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York City's 2020 draft budget calls for broad cuts as the city combats rising health care and pension costs.

The proposed $110.9 million budget entails pulling $6 million from the city's reserves in addition to the cuts, which official say are the only way to address the third-class city's historical struggles to keep its head above water.

"At this point, we already know the system will still be broken next year," York City Mayor Michael Helfrich said after the city's final budget hearing Thursday, Nov. 14. "I emphasized (to department heads) looking at year-to-date expenses and basing your allocations on year-to-date expenses."

More: Helfrich calls for state pension, health care reform in first budget hearing

The city expects a $3 million increase in pension costs next year.

Police pensions account for most of that increase. In 2020 alone, costs are expected to rise by nearly $420,000 when budgeting for 100 officers — a 7.5% increase from 2019 — bringing the city's annual obligation to the force to just more than $6 million. 

Meanwhile, taxable property value in the city continues to decrease, dropping $4 million since 2006, the mayor said.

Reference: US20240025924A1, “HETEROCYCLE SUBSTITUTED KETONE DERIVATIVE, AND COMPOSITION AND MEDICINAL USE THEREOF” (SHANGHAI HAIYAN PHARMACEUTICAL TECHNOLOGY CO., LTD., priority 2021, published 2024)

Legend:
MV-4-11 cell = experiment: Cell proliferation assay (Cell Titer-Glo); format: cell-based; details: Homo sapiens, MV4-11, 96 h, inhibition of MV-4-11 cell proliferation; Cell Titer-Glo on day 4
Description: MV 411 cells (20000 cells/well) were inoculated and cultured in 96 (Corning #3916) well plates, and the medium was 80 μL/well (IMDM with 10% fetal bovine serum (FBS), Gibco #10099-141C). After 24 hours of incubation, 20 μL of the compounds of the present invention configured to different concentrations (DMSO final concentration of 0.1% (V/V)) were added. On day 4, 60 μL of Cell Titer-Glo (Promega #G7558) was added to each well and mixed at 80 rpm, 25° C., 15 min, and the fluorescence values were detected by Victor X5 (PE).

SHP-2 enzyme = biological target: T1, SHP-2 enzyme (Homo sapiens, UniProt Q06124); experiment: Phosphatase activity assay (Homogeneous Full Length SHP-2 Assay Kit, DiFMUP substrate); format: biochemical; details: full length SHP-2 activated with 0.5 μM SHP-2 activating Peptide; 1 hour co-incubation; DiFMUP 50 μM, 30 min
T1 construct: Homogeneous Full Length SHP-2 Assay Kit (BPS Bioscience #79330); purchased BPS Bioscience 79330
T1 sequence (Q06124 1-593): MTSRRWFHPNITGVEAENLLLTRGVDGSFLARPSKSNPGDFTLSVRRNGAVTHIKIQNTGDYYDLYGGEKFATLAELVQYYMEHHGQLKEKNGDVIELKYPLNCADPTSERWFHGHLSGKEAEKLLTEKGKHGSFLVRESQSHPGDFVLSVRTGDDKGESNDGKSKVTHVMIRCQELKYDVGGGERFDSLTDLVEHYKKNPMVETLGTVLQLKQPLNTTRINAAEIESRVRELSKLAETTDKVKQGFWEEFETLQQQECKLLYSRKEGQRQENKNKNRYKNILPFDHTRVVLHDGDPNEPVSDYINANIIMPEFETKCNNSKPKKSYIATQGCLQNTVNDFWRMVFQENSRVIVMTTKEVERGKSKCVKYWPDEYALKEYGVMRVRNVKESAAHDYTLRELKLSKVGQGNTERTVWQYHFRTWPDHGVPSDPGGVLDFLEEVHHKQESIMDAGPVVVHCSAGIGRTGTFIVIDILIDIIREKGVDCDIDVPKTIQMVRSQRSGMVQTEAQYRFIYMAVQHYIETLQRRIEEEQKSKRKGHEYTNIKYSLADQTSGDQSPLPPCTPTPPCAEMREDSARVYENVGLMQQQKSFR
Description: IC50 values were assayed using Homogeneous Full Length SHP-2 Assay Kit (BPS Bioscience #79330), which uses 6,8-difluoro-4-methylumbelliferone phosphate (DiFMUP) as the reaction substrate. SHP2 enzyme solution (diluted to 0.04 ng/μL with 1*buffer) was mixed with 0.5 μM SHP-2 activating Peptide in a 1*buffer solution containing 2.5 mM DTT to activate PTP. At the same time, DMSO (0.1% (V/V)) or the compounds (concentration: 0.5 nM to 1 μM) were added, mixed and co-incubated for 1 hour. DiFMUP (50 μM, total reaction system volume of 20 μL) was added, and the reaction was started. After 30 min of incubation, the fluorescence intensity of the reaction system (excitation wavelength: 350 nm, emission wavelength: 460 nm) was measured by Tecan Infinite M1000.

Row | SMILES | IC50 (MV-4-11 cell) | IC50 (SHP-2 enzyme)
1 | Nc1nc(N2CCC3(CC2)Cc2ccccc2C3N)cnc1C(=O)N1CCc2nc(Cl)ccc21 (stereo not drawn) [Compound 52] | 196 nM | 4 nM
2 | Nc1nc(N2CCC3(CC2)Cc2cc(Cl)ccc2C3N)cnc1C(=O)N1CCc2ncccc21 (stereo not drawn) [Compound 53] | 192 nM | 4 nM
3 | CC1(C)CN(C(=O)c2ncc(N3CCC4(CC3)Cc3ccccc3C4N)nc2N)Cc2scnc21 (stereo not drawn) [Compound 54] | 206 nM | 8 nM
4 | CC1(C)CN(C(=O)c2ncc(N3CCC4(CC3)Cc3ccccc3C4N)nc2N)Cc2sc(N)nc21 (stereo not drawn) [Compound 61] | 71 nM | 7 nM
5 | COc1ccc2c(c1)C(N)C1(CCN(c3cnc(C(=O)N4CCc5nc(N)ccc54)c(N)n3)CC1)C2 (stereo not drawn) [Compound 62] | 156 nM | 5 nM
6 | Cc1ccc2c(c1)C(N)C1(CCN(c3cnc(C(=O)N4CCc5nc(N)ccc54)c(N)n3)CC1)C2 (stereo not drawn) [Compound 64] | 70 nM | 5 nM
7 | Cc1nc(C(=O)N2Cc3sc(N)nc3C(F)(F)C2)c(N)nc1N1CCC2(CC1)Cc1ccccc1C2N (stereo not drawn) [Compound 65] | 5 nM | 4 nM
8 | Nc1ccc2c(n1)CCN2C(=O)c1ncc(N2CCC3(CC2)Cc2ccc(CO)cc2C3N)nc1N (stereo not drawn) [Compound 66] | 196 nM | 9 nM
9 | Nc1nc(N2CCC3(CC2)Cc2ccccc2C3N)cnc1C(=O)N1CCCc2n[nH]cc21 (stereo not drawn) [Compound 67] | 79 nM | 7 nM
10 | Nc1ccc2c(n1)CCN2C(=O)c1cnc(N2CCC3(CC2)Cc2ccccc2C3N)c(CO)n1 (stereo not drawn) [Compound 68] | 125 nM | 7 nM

Until some kind of state-level pension and health care reform is implemented, it's up to the city's departments and bureaus to make cuts in operational costs, Helfrich said.

Although the 2020 draft budget is roughly $2 million more than in 2019, 14 of the 29 city government entities included in it managed to decrease total expenditures despite increased pension and health care costs.

Those cuts, in agencies that include the York City Fire Department and bureaus of health and housing, totaled $3,783,969 — a 9.8% decrease from 2019.

But those spending decreases don't tell the whole story.

Some agencies' budget expenditures came out higher in the 2020 budget, even though they made cuts in operational expenses, because of higher pension and health care obligations.

The city's Electrical Bureau and Building Maintenance budget, for example, increased from $1.66 million to $1.69 million in the 2020 budget.

That increase came despite the fact the bureau cut specific line items as much as 20%.

"We have cut the budget to the bone," said David Rudolph, the bureau's superintendent. "Our budget cannot get thinner."

Some 2020 projects may not even get done with the limited budget, he added.

Helfrich said he intends to bring in financial experts to help address the city's budgetary issues, and he will contact legislators this year to push for pension, health care and property tax reform. 

"We're going to be providing them the data that proves the systemic breakdown of the taxing structure of the commonwealth and hoping they can find something to do about it," he said.

— Logan Hullinger can be reached at lhullinger@yorkdispatch.com or via Twitter at @LoganHullYD.

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